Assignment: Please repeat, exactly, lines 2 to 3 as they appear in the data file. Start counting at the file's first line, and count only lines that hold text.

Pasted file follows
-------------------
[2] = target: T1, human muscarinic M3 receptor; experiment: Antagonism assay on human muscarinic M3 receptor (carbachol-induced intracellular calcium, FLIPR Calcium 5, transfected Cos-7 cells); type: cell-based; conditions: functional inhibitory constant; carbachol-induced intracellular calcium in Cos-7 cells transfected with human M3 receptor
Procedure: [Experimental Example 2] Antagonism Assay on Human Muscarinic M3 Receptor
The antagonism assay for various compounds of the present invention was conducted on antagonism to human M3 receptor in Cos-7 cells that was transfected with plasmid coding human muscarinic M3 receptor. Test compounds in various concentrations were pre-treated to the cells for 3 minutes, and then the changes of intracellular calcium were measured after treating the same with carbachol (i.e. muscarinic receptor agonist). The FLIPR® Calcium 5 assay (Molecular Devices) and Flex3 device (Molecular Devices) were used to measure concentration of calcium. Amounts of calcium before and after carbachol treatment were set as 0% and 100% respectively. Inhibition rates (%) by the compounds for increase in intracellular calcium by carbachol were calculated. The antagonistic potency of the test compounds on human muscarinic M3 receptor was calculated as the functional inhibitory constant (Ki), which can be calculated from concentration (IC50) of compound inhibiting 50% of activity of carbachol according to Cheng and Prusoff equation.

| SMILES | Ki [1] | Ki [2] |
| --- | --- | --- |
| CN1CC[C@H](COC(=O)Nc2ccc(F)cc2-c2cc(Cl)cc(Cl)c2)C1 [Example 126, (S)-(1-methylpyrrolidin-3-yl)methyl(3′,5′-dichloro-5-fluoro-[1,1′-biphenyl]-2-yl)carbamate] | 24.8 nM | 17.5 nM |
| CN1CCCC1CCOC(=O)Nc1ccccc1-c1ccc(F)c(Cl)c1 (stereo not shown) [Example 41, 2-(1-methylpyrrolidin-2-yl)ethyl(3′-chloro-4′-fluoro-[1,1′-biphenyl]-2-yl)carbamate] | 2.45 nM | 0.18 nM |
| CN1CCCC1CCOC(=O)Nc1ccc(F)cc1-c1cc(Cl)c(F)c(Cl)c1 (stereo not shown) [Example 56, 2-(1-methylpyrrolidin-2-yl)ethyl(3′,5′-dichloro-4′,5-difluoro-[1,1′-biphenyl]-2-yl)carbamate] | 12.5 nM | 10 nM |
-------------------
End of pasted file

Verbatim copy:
Procedure: [Experimental Example 2] Antagonism Assay on Human Muscarinic M3 Receptor
The antagonism assay for various compounds of the present invention was conducted on antagonism to human M3 receptor in Cos-7 cells that was transfected with plasmid coding human muscarinic M3 receptor. Test compounds in various concentrations were pre-treated to the cells for 3 minutes, and then the changes of intracellular calcium were measured after treating the same with carbachol (i.e. muscarinic receptor agonist). The FLIPR® Calcium 5 assay (Molecular Devices) and Flex3 device (Molecular Devices) were used to measure concentration of calcium. Amounts of calcium before and after carbachol treatment were set as 0% and 100% respectively. Inhibition rates (%) by the compounds for increase in intracellular calcium by carbachol were calculated. The antagonistic potency of the test compounds on human muscarinic M3 receptor was calculated as the functional inhibitory constant (Ki), which can be calculated from concentration (IC50) of compound inhibiting 50% of activity of carbachol according to Cheng and Prusoff equation.